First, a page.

The need for RF spectrum for the rapidly growing broadband access services is evident. Cognitive radio is an emerging technology that aims to introduce secondary usage of the spectrum resources without interfering with the primary usage of the licensed users but with a lower priority.
Signal detection for cognitive radios has drawn a lot of interest in the research community, where different algorithms are suggested. The most commonly used algorithms are energy detection, feature detection, eigen value based detection. Energy detection is the simplest and most common way to detect signals.
It has fast sensing time but poor performance. The feature detection and eigenvalue based detection methods are more sophisticated and offer better performance but they are more complex and expensive. This thesis will present the pros and cons of each method and offer comparisons between them.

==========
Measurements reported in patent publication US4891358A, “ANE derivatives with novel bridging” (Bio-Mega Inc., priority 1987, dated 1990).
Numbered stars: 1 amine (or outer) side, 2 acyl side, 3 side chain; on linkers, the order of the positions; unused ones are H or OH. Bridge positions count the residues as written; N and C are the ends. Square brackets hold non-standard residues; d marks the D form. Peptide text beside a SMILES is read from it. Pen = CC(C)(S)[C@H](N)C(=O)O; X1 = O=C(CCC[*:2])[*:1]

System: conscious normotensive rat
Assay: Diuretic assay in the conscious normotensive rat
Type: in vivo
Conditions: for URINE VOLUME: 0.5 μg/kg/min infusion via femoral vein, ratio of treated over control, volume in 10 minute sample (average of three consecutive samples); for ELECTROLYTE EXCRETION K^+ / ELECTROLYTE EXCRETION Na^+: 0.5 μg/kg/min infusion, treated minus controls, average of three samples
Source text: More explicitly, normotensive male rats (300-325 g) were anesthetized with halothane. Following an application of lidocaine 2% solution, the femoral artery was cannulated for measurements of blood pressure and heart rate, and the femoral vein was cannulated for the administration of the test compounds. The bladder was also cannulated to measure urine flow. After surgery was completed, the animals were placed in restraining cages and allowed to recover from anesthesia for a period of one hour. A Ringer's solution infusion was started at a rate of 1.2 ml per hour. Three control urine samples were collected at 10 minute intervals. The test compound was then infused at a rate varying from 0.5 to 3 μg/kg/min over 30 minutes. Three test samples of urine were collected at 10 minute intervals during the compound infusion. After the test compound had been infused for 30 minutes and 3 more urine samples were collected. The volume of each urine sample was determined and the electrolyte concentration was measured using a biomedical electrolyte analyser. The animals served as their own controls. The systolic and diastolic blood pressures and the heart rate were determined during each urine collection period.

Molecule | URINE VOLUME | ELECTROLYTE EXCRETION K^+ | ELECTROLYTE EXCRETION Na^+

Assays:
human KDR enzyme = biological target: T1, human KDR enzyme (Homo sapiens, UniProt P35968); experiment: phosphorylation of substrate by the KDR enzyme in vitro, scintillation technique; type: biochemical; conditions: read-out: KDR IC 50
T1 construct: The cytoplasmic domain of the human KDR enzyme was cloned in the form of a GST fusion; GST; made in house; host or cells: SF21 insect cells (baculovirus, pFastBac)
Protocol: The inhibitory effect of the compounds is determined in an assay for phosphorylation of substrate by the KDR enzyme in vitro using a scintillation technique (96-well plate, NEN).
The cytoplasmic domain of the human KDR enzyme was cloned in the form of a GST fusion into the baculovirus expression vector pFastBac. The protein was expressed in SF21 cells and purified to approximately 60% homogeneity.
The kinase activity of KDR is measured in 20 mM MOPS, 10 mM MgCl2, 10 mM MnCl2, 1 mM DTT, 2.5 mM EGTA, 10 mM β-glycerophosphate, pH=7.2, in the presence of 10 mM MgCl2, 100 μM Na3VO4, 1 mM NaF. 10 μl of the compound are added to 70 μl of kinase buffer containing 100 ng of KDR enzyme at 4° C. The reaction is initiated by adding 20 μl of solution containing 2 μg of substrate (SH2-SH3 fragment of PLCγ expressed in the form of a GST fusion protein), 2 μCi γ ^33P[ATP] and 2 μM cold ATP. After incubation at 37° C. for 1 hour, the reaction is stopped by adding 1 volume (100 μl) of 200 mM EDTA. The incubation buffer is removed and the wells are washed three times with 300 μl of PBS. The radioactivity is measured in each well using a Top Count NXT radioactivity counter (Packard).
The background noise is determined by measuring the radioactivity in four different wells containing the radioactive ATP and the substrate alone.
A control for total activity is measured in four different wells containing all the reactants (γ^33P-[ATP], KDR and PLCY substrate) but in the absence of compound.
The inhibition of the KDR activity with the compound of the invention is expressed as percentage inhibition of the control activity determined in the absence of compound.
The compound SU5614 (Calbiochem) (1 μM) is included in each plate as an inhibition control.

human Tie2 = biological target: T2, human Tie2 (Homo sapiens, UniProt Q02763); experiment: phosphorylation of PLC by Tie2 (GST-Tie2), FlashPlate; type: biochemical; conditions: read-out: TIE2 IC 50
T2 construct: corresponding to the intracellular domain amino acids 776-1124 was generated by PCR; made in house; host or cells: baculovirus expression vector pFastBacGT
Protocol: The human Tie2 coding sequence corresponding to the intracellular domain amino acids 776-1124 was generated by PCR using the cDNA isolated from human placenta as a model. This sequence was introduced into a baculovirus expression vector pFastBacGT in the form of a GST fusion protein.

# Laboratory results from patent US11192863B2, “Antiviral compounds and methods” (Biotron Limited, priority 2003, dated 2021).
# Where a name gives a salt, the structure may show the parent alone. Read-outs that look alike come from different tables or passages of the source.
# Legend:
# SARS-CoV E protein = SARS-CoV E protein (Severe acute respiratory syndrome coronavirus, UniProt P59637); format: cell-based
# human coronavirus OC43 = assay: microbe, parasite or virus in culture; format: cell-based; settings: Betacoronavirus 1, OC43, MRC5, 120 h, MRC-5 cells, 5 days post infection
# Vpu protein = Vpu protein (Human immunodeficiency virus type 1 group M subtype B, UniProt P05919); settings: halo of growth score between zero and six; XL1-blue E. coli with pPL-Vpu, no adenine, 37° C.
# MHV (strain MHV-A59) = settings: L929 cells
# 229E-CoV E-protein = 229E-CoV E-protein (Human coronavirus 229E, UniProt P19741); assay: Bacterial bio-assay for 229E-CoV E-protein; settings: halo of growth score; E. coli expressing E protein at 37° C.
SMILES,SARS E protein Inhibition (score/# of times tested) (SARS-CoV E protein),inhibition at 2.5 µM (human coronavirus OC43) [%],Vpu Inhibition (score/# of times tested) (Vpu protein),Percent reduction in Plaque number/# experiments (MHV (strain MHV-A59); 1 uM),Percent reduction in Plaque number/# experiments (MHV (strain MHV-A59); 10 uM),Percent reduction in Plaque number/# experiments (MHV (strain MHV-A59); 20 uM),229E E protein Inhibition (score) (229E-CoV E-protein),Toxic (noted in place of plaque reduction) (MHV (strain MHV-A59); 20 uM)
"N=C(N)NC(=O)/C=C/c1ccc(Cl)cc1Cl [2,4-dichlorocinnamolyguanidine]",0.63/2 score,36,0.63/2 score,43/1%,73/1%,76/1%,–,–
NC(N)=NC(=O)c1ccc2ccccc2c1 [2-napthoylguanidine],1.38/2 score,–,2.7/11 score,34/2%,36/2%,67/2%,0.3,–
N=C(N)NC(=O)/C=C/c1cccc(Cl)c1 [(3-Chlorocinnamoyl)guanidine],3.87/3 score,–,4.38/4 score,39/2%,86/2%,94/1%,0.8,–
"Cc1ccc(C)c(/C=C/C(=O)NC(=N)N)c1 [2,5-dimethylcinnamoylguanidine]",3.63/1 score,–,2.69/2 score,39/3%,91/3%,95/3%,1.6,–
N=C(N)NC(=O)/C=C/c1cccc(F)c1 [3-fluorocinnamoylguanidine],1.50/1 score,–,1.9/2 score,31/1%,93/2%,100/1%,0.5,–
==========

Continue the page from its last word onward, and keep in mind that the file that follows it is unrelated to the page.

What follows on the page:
To evaluate the performance of different algorithms used in cognitive radio, different research testbeds have been suggested in the literature. Some of the most frequently used testbeds are based on GNU-radio, WARP, or BEE2. GNU-radio is the simplest testbed and is free, but it has low bandwidth and poor performance.
WARP and BEE2 are more advanced testbeds. They offer good performance and are easy to update, but they are more complex and expensive. These three testbeds will be described, compared, and their advantages and disadvantages will be observed in this thesis.
Source: University of Gävle
Author: Wu, Xing